As we have said, in a stormy Round 12 all four games were decided.
|GM Caruana, F.||0-1||GM Giri, Anish|
|GM Vachier-Lagrave, M.||1-0||GM Alekseenko, K.|
|GM Ding, Liren||1-0||GM Grischuk, A.|
|GM Wang, Hao||0-1||GM Nepomniachtchi, I.|
It was true fireworks on all boards. Here is IM Levy Rozman, a.k.a. GothamChess with a quick review of all the games:
[00:26] Ding Liren vs. Grischuk
[05:33] MVL vs. Alekseenko
[10:55] Caruana vs. Giri
[17:25] Wang Hao vs. Nepo
The standings after twelve rounds looks like this:
And now something completely different…
Chess betting, anybody?
Unfortunately for Giri, despite the brilliant play in the continuation of the tournament, it probably won’t be enough for a leading position. As you can see from the crosstable, he just have half a point in direct duel with Ian Nepomniachtchi, which means if they are tied, Ian goes to Dubai in November.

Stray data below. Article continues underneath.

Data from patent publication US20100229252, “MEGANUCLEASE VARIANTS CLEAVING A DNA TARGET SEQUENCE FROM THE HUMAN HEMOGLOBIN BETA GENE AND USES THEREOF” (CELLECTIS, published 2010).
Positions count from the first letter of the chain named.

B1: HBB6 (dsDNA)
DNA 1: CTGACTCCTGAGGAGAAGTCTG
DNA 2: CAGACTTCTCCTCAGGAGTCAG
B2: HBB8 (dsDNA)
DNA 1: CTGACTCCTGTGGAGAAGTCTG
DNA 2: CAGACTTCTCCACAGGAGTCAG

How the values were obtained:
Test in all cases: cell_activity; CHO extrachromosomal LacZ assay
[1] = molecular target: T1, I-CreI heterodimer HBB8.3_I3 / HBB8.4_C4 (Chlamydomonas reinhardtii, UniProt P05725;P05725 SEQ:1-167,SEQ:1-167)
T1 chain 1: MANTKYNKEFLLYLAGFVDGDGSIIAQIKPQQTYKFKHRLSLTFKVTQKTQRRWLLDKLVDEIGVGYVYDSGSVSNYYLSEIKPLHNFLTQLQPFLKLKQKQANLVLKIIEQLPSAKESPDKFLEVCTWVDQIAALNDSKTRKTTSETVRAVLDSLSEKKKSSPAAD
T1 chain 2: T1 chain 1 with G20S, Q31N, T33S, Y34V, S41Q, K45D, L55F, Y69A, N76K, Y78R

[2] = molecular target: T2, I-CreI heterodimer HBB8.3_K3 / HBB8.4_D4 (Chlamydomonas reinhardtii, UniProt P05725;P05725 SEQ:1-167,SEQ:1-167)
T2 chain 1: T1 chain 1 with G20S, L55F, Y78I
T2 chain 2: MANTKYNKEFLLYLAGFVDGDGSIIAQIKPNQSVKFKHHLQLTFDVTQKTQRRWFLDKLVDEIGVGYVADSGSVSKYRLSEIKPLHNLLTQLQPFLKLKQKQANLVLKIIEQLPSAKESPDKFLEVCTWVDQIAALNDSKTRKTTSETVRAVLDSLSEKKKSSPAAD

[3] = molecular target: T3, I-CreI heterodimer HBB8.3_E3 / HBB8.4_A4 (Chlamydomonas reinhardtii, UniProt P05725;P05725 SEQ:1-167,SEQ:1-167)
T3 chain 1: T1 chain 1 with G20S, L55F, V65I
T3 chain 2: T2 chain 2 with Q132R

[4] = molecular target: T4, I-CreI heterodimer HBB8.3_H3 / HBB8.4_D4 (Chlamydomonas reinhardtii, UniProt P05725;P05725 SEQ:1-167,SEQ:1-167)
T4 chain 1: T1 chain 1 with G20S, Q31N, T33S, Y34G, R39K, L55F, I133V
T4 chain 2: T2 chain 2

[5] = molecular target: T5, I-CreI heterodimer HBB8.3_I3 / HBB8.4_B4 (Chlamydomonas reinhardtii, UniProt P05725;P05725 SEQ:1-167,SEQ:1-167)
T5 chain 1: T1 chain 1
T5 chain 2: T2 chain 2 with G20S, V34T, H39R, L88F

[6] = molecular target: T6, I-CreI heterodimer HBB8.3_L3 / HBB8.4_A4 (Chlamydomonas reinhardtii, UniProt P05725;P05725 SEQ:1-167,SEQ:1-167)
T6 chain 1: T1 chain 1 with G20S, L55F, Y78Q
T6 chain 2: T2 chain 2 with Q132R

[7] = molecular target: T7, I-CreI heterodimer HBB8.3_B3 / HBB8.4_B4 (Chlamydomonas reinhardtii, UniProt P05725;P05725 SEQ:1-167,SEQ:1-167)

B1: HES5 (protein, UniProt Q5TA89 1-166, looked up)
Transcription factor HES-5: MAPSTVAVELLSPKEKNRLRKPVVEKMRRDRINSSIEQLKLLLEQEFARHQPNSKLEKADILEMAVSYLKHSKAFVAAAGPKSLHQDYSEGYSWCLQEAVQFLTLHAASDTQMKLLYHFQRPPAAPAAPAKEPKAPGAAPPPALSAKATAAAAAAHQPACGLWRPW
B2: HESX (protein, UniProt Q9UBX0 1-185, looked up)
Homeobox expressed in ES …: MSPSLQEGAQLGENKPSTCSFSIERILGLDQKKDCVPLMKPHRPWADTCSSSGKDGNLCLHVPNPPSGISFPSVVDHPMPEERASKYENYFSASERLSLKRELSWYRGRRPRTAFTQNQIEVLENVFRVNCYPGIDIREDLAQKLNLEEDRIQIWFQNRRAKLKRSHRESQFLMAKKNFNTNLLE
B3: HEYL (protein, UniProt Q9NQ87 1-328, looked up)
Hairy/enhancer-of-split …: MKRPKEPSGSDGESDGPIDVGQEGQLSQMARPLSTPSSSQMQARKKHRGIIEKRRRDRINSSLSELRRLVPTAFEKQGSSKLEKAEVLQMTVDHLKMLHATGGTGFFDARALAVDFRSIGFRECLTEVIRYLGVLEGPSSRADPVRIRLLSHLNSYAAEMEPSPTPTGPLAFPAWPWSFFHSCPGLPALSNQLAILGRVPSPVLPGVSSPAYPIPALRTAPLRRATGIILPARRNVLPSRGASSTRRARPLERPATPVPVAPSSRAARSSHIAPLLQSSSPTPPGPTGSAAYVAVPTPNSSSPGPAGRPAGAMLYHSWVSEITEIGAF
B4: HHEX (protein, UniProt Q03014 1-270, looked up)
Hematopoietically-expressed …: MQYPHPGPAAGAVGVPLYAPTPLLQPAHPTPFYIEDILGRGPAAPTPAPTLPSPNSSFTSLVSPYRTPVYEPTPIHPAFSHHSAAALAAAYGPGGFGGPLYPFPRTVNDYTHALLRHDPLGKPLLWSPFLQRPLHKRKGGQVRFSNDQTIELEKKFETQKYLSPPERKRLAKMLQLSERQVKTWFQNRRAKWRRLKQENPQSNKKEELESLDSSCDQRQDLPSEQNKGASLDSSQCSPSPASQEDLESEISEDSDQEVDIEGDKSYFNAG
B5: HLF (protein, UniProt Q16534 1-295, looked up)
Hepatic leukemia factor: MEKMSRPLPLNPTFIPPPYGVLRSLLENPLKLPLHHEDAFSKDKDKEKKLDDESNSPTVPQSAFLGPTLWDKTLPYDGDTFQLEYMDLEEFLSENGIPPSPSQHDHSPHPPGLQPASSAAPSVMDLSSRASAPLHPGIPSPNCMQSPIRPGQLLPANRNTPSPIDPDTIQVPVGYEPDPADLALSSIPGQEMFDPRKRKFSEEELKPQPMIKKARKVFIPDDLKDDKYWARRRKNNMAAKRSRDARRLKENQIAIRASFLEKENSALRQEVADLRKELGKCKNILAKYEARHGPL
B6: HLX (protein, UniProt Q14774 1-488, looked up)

On the other hand, if you would want to bet who is going to be a challenger, here’s something for you. Eric Isaacson, computer programmer, calculated chances for the three players still in the challenger game.
There you go. Math says it would be a bit of a miracle if Nepomniachtchi lose his advantage. But if you feel lucky, here are the odds:
|GM Nepomniachtchi, Ian||87.860%||1.138|
|GM Giri, Anish||9.657%||10.355|
|GM Vachier-Lagrave, Maxime||2.483||40.274|
Pairings for the last two rounds to make your decision easier…
April 26th 2021 13:00 CET
April 27th 2021 13:00 CET
The last day, April 28th, is reserved for tie-breaks – if required.
You can follow the tournament at
See you soon!
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Related texts / Повезани текстови:
Chess Set design: Lardy Set (Part IV) [eng/срп] Дизајн шаховских фигура: Лардијева гарнитура (део четврти)
Chess Set design: Staunton standard variations (Part III) [eng/срп] Дизајн шаховских фигура: Варијације Стаунтон стандарда (део трећи)
Chess Set design: Staunton Standard (Part II) [eng/срп] Дизајн шаховских фигура: Стаунтон стандард (део други)